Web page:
Keeping your nasi kandar yummy


Cleanliness is key: A worker cleaning the food display shelves in a nasi kandar restaurant in Seberang Jaya. — ZHAFARAN NASIB/The Star

GEORGE TOWN: It used to cost only five cents (sen) a plate in the colonial days, and true to its name, nasi kandar literally meant “rice on shoulders” at the time.

Pioneering Indian-Muslims would skilfully balance pots of the rice and flavourful curries on shoulder poles as they walked around the old city to sell lunches to coolies.

Today, this spice-laden heritage delicacy is sold in 306 registered eateries in Penang alone, with hundreds more nasi kandar shops operating in the rest of the country.

To uphold its status as a food paradise, local authorities are warning operators to pay special attention to the quality of Penang nasi kandar and strictly adhere to national and international food safety regulations and standards.

“Cases of unlicensed outlets do arise, prompting swift action from us,” the Penang Island City Council (MBPP) said in a statement.

“Those found operating without licences will be warned and promptly directed to apply for the requisite licences, emphasising the importance of complying with regulations.”

MBPP has over 30 rules and regulations for nasi kandar operators, which also apply to other food sellers, and the compounds for breaking these rules range from RM10 to RM250. It added that of the 306 nasi kandar outlets in Penang, 82 are on the island.

“They are graded every month for hygiene practices and if the score is under 50%, MBPP is authorised to order the shop to close for 14 days for clean-up works,” it said.

MBPP’s licensing department said that while these establishments contribute to the vibrant food scene, authorities are vigilant in ensuring their compliance with licensing regulations and cleanliness standards.

It said only one nasi kandar shop was ordered to close and clean up last year as the majority of nasi kandar outlets maintain satisfactory hygiene standards.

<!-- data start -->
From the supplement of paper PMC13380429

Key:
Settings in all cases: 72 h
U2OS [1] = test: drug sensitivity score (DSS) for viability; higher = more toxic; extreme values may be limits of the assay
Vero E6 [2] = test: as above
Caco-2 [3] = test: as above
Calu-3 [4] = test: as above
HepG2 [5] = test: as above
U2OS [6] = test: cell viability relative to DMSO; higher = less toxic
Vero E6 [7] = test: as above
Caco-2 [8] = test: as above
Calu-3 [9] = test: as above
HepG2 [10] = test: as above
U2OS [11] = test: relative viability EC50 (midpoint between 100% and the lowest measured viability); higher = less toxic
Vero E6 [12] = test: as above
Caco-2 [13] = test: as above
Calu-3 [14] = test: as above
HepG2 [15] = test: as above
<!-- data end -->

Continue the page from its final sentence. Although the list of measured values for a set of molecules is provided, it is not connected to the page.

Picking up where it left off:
“Operators receive guidance on maintaining cleanliness standards to ensure the health and safety of patrons,” it said.

On mainland Penang, Seberang Prai City Council (MBSP) said there are 224 nasi kandar outlets.

In the course of 29 inspections, MBSP issued two compounds and two notices to nasi kandar shops on the mainland.

Notably, the violations did not pertain to hygiene concerns but rather involved infractions such as neglecting the maintenance of grease traps, hiring undocumented foreign workers and exceeding the approved seating arrangements.

“Offenders face compounds from RM500 to RM1,000 under the Local Government Act 1976 and the Food Establishment By-Laws 1991. These penalties serve as deterrence and reinforce the importance of adhering to licensing and hygiene requirements,” MBSP said in a statement.

Malaysian Muslim Restaurant Owners Association (Presma) president Datuk Jawahar Ali Taib Khan said the secret to nasi kandar is in the complex blend of spices.

“We frequently remind all members to maintain the use of spices even though the cost has risen manifold.

“We use a lot of onions too, although the prices have gone up so much. But we advise our nasi kandar members not to skimp on this to preserve the quality,” he said.

He added that Presma, working with the Health Ministry, will hold refresher courses for members on food preparation hygiene, with nearly all nasi kandar outlets now up to mark.

State youth, sports and health committee chairman Daniel Gooi Zi Sen said the ongoing efforts of monitoring and enforcement by the local councils are aimed at educating food operators in the state.

He said inspections and food sampling are also emphasised.“Traders must attend the Health Ministry’s food handlers training courses and get typhoid vaccinations,” he added.

Gooi said stern action will be taken against errant food traders who disregard cleanliness at their restaurants and stalls.

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